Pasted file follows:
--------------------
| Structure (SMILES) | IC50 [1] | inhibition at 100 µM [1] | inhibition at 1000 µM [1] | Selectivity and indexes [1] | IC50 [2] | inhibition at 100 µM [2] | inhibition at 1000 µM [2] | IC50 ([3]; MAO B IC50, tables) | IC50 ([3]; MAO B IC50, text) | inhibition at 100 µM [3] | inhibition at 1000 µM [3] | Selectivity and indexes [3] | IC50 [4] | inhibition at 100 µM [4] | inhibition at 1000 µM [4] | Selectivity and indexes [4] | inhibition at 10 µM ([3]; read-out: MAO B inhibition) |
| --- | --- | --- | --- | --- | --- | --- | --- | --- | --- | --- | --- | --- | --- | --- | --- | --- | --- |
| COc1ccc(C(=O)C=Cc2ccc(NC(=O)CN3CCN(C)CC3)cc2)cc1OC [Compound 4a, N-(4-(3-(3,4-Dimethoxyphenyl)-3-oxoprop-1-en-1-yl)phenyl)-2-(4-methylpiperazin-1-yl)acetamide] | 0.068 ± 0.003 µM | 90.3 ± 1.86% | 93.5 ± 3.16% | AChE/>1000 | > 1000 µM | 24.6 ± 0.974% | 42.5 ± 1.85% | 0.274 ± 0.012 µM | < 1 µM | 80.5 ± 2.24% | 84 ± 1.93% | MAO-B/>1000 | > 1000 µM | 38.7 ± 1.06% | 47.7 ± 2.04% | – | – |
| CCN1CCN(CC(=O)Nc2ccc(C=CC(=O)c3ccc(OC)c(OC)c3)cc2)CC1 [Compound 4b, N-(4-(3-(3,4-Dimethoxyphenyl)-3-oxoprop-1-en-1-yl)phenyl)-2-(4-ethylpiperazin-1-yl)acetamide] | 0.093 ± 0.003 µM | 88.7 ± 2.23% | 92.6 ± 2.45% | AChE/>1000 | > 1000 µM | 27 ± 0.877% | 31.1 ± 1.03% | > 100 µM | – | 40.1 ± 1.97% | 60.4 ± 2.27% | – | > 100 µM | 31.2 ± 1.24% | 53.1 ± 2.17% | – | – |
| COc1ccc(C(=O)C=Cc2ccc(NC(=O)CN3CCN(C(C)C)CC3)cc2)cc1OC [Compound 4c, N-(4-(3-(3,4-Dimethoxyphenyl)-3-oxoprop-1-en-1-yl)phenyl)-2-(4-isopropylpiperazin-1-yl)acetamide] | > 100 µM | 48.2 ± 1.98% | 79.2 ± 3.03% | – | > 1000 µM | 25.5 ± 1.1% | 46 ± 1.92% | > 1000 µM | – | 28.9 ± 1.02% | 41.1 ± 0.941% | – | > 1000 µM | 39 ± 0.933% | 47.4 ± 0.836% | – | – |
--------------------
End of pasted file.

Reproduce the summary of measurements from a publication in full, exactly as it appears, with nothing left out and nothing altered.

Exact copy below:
| Structure (SMILES) | IC50 [1] | inhibition at 100 µM [1] | inhibition at 1000 µM [1] | Selectivity and indexes [1] | IC50 [2] | inhibition at 100 µM [2] | inhibition at 1000 µM [2] | IC50 ([3]; MAO B IC50, tables) | IC50 ([3]; MAO B IC50, text) | inhibition at 100 µM [3] | inhibition at 1000 µM [3] | Selectivity and indexes [3] | IC50 [4] | inhibition at 100 µM [4] | inhibition at 1000 µM [4] | Selectivity and indexes [4] | inhibition at 10 µM ([3]; read-out: MAO B inhibition) |
| --- | --- | --- | --- | --- | --- | --- | --- | --- | --- | --- | --- | --- | --- | --- | --- | --- | --- |
| COc1ccc(C(=O)C=Cc2ccc(NC(=O)CN3CCN(C)CC3)cc2)cc1OC [Compound 4a, N-(4-(3-(3,4-Dimethoxyphenyl)-3-oxoprop-1-en-1-yl)phenyl)-2-(4-methylpiperazin-1-yl)acetamide] | 0.068 ± 0.003 µM | 90.3 ± 1.86% | 93.5 ± 3.16% | AChE/>1000 | > 1000 µM | 24.6 ± 0.974% | 42.5 ± 1.85% | 0.274 ± 0.012 µM | < 1 µM | 80.5 ± 2.24% | 84 ± 1.93% | MAO-B/>1000 | > 1000 µM | 38.7 ± 1.06% | 47.7 ± 2.04% | – | – |
| CCN1CCN(CC(=O)Nc2ccc(C=CC(=O)c3ccc(OC)c(OC)c3)cc2)CC1 [Compound 4b, N-(4-(3-(3,4-Dimethoxyphenyl)-3-oxoprop-1-en-1-yl)phenyl)-2-(4-ethylpiperazin-1-yl)acetamide] | 0.093 ± 0.003 µM | 88.7 ± 2.23% | 92.6 ± 2.45% | AChE/>1000 | > 1000 µM | 27 ± 0.877% | 31.1 ± 1.03% | > 100 µM | – | 40.1 ± 1.97% | 60.4 ± 2.27% | – | > 100 µM | 31.2 ± 1.24% | 53.1 ± 2.17% | – | – |
| COc1ccc(C(=O)C=Cc2ccc(NC(=O)CN3CCN(C(C)C)CC3)cc2)cc1OC [Compound 4c, N-(4-(3-(3,4-Dimethoxyphenyl)-3-oxoprop-1-en-1-yl)phenyl)-2-(4-isopropylpiperazin-1-yl)acetamide] | > 100 µM | 48.2 ± 1.98% | 79.2 ± 3.03% | – | > 1000 µM | 25.5 ± 1.1% | 46 ± 1.92% | > 1000 µM | – | 28.9 ± 1.02% | 41.1 ± 0.941% | – | > 1000 µM | 39 ± 0.933% | 47.4 ± 0.836% | – | – |